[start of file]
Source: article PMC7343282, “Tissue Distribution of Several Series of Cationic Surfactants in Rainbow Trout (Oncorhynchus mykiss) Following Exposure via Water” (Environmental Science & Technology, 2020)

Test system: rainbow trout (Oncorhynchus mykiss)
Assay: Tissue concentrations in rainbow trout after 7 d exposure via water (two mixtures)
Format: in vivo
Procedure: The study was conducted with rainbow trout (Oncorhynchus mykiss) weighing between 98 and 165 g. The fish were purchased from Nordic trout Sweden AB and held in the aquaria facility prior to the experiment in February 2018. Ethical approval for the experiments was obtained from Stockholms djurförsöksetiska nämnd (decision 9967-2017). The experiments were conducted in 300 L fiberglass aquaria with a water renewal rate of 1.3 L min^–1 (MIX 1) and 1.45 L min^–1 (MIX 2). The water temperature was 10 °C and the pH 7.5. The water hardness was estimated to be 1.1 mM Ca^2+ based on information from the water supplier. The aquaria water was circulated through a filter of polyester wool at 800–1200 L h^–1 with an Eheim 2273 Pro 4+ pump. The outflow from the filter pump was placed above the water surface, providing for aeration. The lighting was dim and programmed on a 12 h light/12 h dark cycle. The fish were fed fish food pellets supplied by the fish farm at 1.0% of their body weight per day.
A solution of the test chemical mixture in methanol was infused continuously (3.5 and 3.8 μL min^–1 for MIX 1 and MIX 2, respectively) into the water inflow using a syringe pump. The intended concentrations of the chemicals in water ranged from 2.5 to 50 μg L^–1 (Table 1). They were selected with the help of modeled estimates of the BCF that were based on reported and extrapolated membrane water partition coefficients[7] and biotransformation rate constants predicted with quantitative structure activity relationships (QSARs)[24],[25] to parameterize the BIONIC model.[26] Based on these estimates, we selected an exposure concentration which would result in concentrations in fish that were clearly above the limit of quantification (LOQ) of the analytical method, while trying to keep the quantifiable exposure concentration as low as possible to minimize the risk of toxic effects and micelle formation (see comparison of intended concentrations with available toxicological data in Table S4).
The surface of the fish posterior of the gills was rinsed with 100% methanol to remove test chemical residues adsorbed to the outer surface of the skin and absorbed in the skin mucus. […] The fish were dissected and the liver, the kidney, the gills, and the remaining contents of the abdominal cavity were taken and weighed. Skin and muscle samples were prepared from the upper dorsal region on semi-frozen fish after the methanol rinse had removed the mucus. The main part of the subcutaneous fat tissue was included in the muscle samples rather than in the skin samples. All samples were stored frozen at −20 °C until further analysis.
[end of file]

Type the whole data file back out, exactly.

Source: article PMC7343282, “Tissue Distribution of Several Series of Cationic Surfactants in Rainbow Trout (Oncorhynchus mykiss) Following Exposure via Water” (Environmental Science & Technology, 2020)

Test system: rainbow trout (Oncorhynchus mykiss)
Assay: Tissue concentrations in rainbow trout after 7 d exposure via water (two mixtures)
Format: in vivo
Procedure: The study was conducted with rainbow trout (Oncorhynchus mykiss) weighing between 98 and 165 g. The fish were purchased from Nordic trout Sweden AB and held in the aquaria facility prior to the experiment in February 2018. Ethical approval for the experiments was obtained from Stockholms djurförsöksetiska nämnd (decision 9967-2017). The experiments were conducted in 300 L fiberglass aquaria with a water renewal rate of 1.3 L min^–1 (MIX 1) and 1.45 L min^–1 (MIX 2). The water temperature was 10 °C and the pH 7.5. The water hardness was estimated to be 1.1 mM Ca^2+ based on information from the water supplier. The aquaria water was circulated through a filter of polyester wool at 800–1200 L h^–1 with an Eheim 2273 Pro 4+ pump. The outflow from the filter pump was placed above the water surface, providing for aeration. The lighting was dim and programmed on a 12 h light/12 h dark cycle. The fish were fed fish food pellets supplied by the fish farm at 1.0% of their body weight per day.
A solution of the test chemical mixture in methanol was infused continuously (3.5 and 3.8 μL min^–1 for MIX 1 and MIX 2, respectively) into the water inflow using a syringe pump. The intended concentrations of the chemicals in water ranged from 2.5 to 50 μg L^–1 (Table 1). They were selected with the help of modeled estimates of the BCF that were based on reported and extrapolated membrane water partition coefficients[7] and biotransformation rate constants predicted with quantitative structure activity relationships (QSARs)[24],[25] to parameterize the BIONIC model.[26] Based on these estimates, we selected an exposure concentration which would result in concentrations in fish that were clearly above the limit of quantification (LOQ) of the analytical method, while trying to keep the quantifiable exposure concentration as low as possible to minimize the risk of toxic effects and micelle formation (see comparison of intended concentrations with available toxicological data in Table S4).
The surface of the fish posterior of the gills was rinsed with 100% methanol to remove test chemical residues adsorbed to the outer surface of the skin and absorbed in the skin mucus. […] The fish were dissected and the liver, the kidney, the gills, and the remaining contents of the abdominal cavity were taken and weighed. Skin and muscle samples were prepared from the upper dorsal region on semi-frozen fish after the methanol rinse had removed the mucus. The main part of the subcutaneous fat tissue was included in the muscle samples rather than in the skin samples. All samples were stored frozen at −20 °C until further analysis.